Growing up, my family stressed the importance of fire safety. We talked about how to prevent forest fires, what the fire escape plan was for our two-story house, and why it was important to have working smoke detectors throughout our home. With all my knowledge and basic common sense, I started to believe that I would never experience a fire in my home. Until of course, I accidentally started a fire in a microwave.
Now I know what you’re thinking…
“What could you have possibly put in the microwave to cause it to catch on fire!?!”
And to that I say, popcorn.
Yes, I remembered to take the plastic packaging off. And yes, I was standing right in front of the microwave when the popcorn was popping at the lowest time outlined on the box. Despite all of that, the microwavable bag still caught on fire.
Luckily, I was right there when I noticed a flame. As I grabbed the fire extinguisher next to the microwave in my apartment complex’s common area, I opened the door and all that was left was smoke. For a second, I thought that I could easily waft the smoke away and it would be like nothing ever happened, but the smoke detectors on the floor were so sensitive that it caused the building’s fire alarm to go off.
Mortified, I grabbed my belonging and evacuated the building. I was able to find my apartment complex manager shortly after walking down the stairs and let him know about the situation. He was relieved to know the cause of the fire, and immediately said it wasn’t my fault. The microwave in the common area needed to be updated, and the fire probably occurred because of the faulty oven.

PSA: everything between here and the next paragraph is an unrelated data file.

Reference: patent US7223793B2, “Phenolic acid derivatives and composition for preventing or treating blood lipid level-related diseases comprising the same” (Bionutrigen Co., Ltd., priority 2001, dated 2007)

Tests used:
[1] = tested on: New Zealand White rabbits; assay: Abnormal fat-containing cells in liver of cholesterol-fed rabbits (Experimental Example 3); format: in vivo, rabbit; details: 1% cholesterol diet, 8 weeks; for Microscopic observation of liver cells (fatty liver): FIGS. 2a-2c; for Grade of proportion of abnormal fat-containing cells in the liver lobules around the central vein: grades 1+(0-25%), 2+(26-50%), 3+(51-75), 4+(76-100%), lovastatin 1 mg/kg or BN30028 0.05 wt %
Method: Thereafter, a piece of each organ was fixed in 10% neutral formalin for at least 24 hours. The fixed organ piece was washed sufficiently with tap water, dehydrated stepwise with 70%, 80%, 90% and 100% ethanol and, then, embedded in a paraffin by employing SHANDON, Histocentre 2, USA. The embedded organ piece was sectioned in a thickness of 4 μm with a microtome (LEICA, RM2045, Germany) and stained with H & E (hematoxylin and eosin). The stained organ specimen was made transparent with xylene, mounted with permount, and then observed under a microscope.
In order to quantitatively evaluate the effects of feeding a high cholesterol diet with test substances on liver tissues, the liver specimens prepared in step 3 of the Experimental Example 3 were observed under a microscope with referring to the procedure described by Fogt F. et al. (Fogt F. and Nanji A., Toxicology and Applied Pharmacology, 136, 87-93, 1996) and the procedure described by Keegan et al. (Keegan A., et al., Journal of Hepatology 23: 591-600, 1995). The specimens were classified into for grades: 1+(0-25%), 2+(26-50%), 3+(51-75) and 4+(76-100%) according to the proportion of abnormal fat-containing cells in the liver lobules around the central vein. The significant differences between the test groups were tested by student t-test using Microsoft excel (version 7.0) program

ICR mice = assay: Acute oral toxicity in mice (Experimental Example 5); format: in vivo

Although it was terrible to set off an alarm throughout my building and disturb residents, I’m glad no serious damage occurred (minus the microwave that was later disposed of). Even though I was safe and aware of my surroundings in the moment, a fire still occurred. I’m now even more aware of what is going on when I’m cooking, and I refuse to walk away when something is in the microwave.
Even if smoke detectors are installed in a home and the batteries are checked every six months, it’s always good to get a refresh on fire safety basics so the knowledge stays fresh. Here are a few ways to be safer in the kitchen when using a microwave.
Tips for Preventing a Microwave Fire
- Only heat bowls, plates, mugs, or other utensils that are approved for microwave ovens. Look for an indicator on the product that says it is microwave safe.
- Never use metal, aluminum foil, or dishware that contains metal in a microwave. That metal can create sparks and that can then lead to a fire.
- Clean the inside of the microwave oven on a regular basis. Regular cleanings will reduce the likelihood of a fire.
- Always unplug the microwave before cleaning it.
- Avoid using recycled paper in a microwave. Even though it might seem okay to cover up food with a paper towel, a lot of recycled products can cause sparks.
- Do not place clothes or blankets in the microwave when attempting to dry items. It may seem fine in the microwave, but the fire can start once you remove the items.
- If you’re cooking popcorn, always begin popping at the minimum time specified on the packaging.
If you’re interested in learning more about how to detect and prevent a fire in your home, click here.
Categories: Fire, Safety, Safety Tips